• Why cycling your content ‘philosophy’ can help you to grow

    Why cycling your content ‘philosophy’ can help you to grow

    Keep your audiences guessing — and your business growing — by cycling your content.

    My time working in bodybuilding media made me see many parallels between the pursuit of a more muscular physique and many aspects of life, media and business. Many are obvious, such as consistency, focus and planning, but there’s one that has really stuck with me that I see as being of increasing relevance as we move to a more digital future, for marketers, story tellers and communications professionals.

    It’s the idea of cycling, or periodising your training.

    Bodybuilders and fitness junkies talk a lot about ‘keeping your body guessing’. What that means is, from a training standpoint, mix it up. Maybe your strategy right now is to use low rep ranges — like maxing out at four reps — and subsequently lifting higher weights. Then after about six weeks, you flip it. You lower the weight, increase the reps in your working sets to maybe 12 or 15, and also the number of sets you do. Then, a couple of months down the road, flip it again. Maybe this time you train multiple body parts per session, so that each body part is getting attacked multiple times each week.

    What this does is prevent your body from getting comfortable with a certain type of stimulus. Once your body is comfortable with what you’re doing to it, it no longer has a reason to change.

    People don’t want to change

    What I noticed however is that despite this approach being well-known and scientifically backed, people are very resistant to the idea of changing your training approach continually.

    People will continue to ask: do you train for strength or hypertrophy? Do you train heavy or do you train high-rep? Deep down they know that they should probably be doing all of these things but people want to marry themselves to one philosophy. They want to wear a badge that says, ‘I do things this way’. People want to have that ‘aha’ moment, like they’ve worked it all out, and then they can just execute that forever and keep watching the results roll in.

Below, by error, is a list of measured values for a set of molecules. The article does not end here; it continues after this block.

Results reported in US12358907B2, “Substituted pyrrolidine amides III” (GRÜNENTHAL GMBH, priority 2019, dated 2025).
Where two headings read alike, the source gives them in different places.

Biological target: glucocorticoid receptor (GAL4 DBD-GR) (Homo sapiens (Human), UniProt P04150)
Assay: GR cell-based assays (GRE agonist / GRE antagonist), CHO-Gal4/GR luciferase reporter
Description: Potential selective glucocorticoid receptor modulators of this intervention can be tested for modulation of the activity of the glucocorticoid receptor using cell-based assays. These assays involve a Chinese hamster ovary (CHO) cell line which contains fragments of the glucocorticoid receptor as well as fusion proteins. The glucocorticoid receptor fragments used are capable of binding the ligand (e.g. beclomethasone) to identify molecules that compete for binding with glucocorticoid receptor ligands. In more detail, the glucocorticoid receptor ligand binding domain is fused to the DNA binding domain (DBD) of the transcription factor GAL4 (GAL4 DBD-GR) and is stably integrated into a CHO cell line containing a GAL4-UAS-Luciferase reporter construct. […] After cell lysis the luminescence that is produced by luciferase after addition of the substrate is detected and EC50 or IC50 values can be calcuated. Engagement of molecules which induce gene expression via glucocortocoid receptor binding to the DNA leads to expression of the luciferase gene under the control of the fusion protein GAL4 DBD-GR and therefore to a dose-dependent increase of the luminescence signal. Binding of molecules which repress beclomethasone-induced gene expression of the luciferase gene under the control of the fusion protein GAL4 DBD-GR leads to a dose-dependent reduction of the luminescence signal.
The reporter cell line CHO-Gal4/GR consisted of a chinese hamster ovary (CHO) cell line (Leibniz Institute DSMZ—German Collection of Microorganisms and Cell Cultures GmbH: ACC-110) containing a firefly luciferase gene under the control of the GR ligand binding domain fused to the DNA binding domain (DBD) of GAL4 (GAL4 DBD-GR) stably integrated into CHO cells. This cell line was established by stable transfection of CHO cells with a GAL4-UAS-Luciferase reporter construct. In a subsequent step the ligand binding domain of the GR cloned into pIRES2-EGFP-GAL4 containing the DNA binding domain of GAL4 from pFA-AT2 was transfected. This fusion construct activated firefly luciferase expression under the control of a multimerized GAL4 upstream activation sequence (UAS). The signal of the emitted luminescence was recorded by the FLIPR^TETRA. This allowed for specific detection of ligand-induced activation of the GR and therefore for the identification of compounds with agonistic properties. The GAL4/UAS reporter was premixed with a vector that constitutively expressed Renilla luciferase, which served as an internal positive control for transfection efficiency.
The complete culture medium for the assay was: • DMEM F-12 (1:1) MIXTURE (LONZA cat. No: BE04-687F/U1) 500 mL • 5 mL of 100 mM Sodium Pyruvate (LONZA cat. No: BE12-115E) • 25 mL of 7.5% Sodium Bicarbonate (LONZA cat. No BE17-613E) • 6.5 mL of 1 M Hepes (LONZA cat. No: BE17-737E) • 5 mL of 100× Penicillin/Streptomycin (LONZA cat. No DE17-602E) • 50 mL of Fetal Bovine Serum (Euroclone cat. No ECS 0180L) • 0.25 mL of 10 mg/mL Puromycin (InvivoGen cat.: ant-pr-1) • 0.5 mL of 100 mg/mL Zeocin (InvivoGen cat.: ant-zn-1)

The same is true in the digital marketing space.

    We know that sticking to one philosophy is suicide in 2018 because what works in the digital space changes constantly.

    But more than that, it’s because for the same reason that your muscles won’t grow, if you keep giving your audience the same stimuli, the same content, the same old stories, they won’t grow either.

    By dishing out the same stuff, your followers will get comfortable with the knowledge that they’ve seen all your tricks before and they’re not expecting anything new.

    So the next post they see from you, they’ll just assume it’s another motivational video, or it’s another reason why I should use certain hashtags, or it’s a another promise of a six figure passive income per month, and they’ll just ignore it.

    Periodised content

    So what’s the solution? Well, like bodybuilding, the answer is NOT to have a random, haphazard approach either.